The new face of cooperatives may very well start with our gardens. Living in the city, many of us are faced with the reality that we may not have the space to grow our food or worse, not be able to afford the food we need. Our recent pandemic sure revealed, more than ever, how much we need to rely on our communities, health systems and robust sources of local food.

As architects, we carry a certain agency to make changes to our lifestyles, to serve a revolution that we are facing right now in human history. There is potential to improve and incorporate more resiliency in our cities and it could start right in our homes. The unique concept I have proposed in my project, Block Botanic, supports those that may not even have the luxury of having a home in the first place and secondly, many no even have a job. Block Botanic is a low income housing project that merges the idea of localized farming with cooperative living. When you live in “Block Botanic”, you get to support the buildings very existence and in return have the basics, at minimum, clean water, food and comfortable shelter space.

When we look at the primary reason cooperatives fail, it is that funding depletes until there is nothing left which is when everyone has to leave. With Block Botanic, as a resident member, you are trained to strategize your designed living space to support the best possible outcome of return, return on effort. Let us not forget how satisfying it is to harvest after all your hard work and diligence, the activity of taking care of the gardens builds community and fosters self purpose.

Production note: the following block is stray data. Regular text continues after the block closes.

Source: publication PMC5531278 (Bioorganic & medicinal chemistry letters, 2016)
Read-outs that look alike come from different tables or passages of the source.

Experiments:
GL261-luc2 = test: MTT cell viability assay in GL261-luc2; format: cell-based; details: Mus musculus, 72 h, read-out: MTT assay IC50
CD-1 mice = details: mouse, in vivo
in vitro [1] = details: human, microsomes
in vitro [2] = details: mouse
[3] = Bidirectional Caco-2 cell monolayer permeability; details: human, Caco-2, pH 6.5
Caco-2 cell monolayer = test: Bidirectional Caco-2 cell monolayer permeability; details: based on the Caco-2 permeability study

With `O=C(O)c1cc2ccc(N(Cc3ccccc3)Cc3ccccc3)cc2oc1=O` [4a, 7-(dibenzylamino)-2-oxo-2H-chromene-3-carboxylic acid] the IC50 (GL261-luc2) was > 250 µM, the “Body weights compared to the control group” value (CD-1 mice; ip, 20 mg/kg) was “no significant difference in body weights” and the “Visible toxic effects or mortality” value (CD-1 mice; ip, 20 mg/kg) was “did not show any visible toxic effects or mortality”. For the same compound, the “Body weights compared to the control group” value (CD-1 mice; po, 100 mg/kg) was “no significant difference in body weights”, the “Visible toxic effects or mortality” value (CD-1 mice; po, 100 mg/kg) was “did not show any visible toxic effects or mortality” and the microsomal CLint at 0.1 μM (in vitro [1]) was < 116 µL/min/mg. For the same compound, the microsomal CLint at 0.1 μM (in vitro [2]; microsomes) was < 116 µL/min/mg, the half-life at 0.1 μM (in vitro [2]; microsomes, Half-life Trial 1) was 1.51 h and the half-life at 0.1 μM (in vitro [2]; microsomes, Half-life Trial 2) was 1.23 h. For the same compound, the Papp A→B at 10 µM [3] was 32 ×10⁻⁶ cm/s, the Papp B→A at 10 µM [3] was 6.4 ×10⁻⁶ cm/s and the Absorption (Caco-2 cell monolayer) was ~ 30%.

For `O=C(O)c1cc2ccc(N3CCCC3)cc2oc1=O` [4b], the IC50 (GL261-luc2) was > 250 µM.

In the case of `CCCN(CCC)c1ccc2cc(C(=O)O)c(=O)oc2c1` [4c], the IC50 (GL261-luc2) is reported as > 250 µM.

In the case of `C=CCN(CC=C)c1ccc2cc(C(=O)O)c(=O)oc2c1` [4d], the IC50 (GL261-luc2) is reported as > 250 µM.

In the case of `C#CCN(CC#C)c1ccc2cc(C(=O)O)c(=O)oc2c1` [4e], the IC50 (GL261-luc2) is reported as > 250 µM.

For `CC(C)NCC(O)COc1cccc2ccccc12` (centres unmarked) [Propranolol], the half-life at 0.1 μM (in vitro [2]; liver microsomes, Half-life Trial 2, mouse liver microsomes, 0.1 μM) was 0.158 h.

Thermodynamics, Illustration by Moni El Batrik

In terms of architecture, where this gets super interesting is that we can draw from nature to use its elements in order to perpetuate our results. Thermodynamics, Water systems and Solar Analysis of the site and its surroundings all play a role to inspire the buildings shape, form and function. I decided to go with a round footprint for Block Botanic not only for its fungi growing on a tree reference but to observe the map that could apply to the overall garden plan of the entire building. Starting with the super sun loving foods such as tomatoes, peppers, cucumber at the south facade then the partial shade loving foods like kale, green onions, root vegetables, squash to the shade lovers like garlic, parsley and ginger. Working with environment is key, gardening for resilience is also worth every effort.

Block Botanic, Garden plan, Architect & Illustration by Moni El Batrik

Block Botanic is a Project of IAAC, Institute of Advanced Architecture of Catalonia developed at Master of Advanced Ecological Buildings and Biocities in 2020/2021 by Moni El Batrik and the faculty: Jochen Scheerer, Oscar Aceves